So I started my silly discussion. In retrospect, I can only blame my inexperience and naivety. My discourse was silly not by principle but pointless because I was speaking of something that had no context or place in this girl’s understanding of the world. I told her that there was no value in the money if I simply gave it to her. I remember I was proud in that moment of my high-flung ideals and my continuously improving command of the local language. Initially, I gave myself a little mental pat on the back thinking, well there you go my dear, that is how spontaneous education happens. She looked at me blankly, having never before heard ‘value’ and ‘money’ used in the same sentence. She was hungry, and I could buy food, it was really very simple. Ah, but I continued my monologue. She could earn it, by rendering a service or a product, I explained. This would have value! I cheered in triumph. She looked at me in mild disbelief amazed that I was saying this. I could see that my words were coming across a blockage, a firm barrier in her mind – white man had money and therefore white man could afford to give money – that’s it. In her mind it was only a question of asking politely enough. Obviously, I could see that she needed it. She rubbed her belly and voiced her hunger as it to emphasize and very clearly communicate her situation. As if i didn’t know it already. I observed her and how desperately she was trying to please me, to do what I wanted her to do. She asked if I needed a service, what could she do to make that money? I racked my brains thinking fast and finally half-heartedly suggested cleaning, perhaps she could sweep my room for me? Not that my room needed it, but I was still holding fast to my principle. My supposedly lifesaving, in reality bullsh*t principle. But she wasn’t comfortable with this cleaning idea, and I already knew that the groundskeepers at the centre where I was living would be uncomfortable with a strange, 12 year old girl entering one of the white girl’s rooms. She perked up at a new thought and said ‘But I helped you across the stream!’ as if finally she had found the loophole in my law. She wanted me to pay her for that?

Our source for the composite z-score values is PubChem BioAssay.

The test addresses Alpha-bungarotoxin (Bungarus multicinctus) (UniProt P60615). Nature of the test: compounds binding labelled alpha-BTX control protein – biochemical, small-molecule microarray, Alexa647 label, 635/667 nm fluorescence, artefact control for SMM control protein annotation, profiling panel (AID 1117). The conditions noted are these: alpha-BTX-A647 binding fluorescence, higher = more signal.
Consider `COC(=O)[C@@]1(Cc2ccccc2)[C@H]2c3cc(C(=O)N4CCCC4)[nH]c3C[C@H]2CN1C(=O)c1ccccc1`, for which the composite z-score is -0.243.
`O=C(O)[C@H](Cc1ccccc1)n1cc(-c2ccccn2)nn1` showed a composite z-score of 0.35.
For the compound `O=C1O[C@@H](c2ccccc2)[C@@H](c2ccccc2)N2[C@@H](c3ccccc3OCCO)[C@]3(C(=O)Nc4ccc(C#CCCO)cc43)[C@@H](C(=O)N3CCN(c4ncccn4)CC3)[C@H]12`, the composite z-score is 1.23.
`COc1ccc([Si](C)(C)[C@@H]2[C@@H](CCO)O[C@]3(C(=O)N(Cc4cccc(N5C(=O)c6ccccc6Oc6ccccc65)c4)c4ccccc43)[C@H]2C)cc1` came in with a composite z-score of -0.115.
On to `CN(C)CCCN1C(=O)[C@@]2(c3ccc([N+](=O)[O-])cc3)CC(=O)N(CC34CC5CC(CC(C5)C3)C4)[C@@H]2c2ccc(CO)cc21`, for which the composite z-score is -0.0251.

I thought we were friends, I voiced.

She said nothing and continued walking next to me right up to the gate.
I’m hungry, she told me again.
I can’t help you, I told her. Was I going to get into details to explain that cooks prepared our meals for us and I literally didn’t have access to food right at that moment?

Regardless, even if I did, she would eat today and tell all the other children and the next day we would be running a soup kitchen instead of a research centre.

I turned away and went back home. The grey horse was no longer at the gate.